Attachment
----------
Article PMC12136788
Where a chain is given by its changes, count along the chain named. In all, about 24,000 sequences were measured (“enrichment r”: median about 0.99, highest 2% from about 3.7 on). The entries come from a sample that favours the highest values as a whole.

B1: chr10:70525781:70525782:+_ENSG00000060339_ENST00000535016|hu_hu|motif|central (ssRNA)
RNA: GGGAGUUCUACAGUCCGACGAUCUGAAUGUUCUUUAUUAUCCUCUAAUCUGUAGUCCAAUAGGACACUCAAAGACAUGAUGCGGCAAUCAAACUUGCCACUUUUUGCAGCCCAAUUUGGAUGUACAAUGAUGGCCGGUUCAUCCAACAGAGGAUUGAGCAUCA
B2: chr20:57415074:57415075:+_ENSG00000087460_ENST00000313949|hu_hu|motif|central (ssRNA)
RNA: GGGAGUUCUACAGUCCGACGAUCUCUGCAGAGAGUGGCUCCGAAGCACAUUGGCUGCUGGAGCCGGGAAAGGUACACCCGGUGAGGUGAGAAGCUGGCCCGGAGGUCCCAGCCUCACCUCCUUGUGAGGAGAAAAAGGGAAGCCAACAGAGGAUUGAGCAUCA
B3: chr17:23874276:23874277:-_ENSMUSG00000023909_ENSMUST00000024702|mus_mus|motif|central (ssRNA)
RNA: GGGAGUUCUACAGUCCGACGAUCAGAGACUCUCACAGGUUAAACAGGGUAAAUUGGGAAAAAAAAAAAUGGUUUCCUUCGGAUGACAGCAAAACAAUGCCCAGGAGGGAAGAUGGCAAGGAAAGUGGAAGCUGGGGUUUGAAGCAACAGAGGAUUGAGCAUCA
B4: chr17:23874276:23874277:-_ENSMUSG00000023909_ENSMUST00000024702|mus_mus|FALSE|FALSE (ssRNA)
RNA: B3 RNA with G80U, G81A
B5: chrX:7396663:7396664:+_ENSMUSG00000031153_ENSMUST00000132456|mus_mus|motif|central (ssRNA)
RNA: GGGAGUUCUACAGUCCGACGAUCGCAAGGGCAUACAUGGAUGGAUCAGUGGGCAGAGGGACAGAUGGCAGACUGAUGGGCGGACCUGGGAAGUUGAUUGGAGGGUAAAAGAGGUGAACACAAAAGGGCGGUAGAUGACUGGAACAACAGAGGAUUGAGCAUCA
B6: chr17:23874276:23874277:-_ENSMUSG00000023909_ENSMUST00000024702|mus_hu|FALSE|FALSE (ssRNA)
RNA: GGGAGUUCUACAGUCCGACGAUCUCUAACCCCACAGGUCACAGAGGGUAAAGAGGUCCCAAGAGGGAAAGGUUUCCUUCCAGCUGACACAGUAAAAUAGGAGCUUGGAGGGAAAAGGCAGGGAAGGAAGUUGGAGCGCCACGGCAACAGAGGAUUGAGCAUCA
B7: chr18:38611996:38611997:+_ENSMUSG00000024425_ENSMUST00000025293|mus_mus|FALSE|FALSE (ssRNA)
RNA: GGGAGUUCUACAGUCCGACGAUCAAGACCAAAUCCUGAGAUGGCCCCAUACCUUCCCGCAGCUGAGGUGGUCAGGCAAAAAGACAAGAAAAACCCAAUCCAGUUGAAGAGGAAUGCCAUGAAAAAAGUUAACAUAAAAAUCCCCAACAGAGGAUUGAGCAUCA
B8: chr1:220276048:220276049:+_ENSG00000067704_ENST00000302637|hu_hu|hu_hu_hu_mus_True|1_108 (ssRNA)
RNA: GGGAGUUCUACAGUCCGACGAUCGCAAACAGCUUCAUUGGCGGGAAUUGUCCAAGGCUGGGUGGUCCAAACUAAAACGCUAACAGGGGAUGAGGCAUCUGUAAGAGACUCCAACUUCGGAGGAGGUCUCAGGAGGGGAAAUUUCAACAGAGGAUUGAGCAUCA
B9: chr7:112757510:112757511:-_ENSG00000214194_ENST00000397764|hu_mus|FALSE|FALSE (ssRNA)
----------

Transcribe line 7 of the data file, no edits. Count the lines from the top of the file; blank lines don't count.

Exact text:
B3: chr17:23874276:23874277:-_ENSMUSG00000023909_ENSMUST00000024702|mus_mus|motif|central (ssRNA)